20 Feb 2022

Zygodactylous feet

 Most perching birds have three forward facing toes and one rear facing toes - so called anisodactyl feet. Some species such as owls, woodpeckers, cuckoos and parrots have what is termed zygodactyl feet where two toes face forward and two toes face backwards. In the case of woodpeckers it helps them grip when climbing and with owls it helps holding prey whilst in parrots it gives them a huge amount of dexterity when holding and eating food. As a ringer the commonest  zygodactyl feet  I see is in the Greater Spotted Woodpecker such as this bird in the photo below. This adaptation, along with their stiff tail feathers makes then perfectly adapted to climbing tree trunks.

I've also been lucky enough to ring a few Owls and the same arrangement of two forward and two rear facing toes can be seen in the photo of a Little Owl ringed in our garden below. ou can see from the talons how this adaptation allows them to grip prey. With two forward and two rear facing talons imbedded in flesh an unfortunate rodent is unlikely to escape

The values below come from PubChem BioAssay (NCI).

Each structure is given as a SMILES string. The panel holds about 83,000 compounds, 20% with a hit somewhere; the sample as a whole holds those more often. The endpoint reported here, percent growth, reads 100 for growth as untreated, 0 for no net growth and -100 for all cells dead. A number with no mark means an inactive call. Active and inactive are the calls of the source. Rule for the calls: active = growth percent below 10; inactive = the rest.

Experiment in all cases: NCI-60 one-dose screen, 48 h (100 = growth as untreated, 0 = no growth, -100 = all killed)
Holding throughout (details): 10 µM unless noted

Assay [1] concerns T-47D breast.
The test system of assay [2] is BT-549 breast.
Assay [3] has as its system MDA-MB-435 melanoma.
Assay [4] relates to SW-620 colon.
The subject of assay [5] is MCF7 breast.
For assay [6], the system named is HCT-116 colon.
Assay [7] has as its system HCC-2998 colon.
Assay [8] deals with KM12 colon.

Although I've not been fortunate enough to ring any parrots on any of my Australian trips I've managed to photograph a few but very few of the photographs show the toe arrangement. I manage to find one of a Rainbow Lorikeet I photographed in Merimbula a few years ago that shows two forward facing toes but not the two rear ones! 

Swifts have pamprodactyl feet where all four toes face forwards. This adaptation allows them to cling to vertical surfaces to roost.

Its incredible how different families of birds have evolved to have different arrangements of toes suited to their lifestyle and feeding behaviour. 


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